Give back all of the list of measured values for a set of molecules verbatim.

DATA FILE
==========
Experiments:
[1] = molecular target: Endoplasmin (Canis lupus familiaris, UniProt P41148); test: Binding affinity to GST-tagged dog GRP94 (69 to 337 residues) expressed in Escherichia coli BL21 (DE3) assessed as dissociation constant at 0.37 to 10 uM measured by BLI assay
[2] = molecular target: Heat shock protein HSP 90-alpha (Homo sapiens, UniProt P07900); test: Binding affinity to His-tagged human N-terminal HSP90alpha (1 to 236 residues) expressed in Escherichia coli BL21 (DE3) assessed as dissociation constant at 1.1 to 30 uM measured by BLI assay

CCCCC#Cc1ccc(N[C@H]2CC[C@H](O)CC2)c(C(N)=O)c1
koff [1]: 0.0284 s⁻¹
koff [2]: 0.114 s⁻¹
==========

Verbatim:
Experiments:
[1] = molecular target: Endoplasmin (Canis lupus familiaris, UniProt P41148); test: Binding affinity to GST-tagged dog GRP94 (69 to 337 residues) expressed in Escherichia coli BL21 (DE3) assessed as dissociation constant at 0.37 to 10 uM measured by BLI assay
[2] = molecular target: Heat shock protein HSP 90-alpha (Homo sapiens, UniProt P07900); test: Binding affinity to His-tagged human N-terminal HSP90alpha (1 to 236 residues) expressed in Escherichia coli BL21 (DE3) assessed as dissociation constant at 1.1 to 30 uM measured by BLI assay

CCCCC#Cc1ccc(N[C@H]2CC[C@H](O)CC2)c(C(N)=O)c1
koff [1]: 0.0284 s⁻¹
koff [2]: 0.114 s⁻¹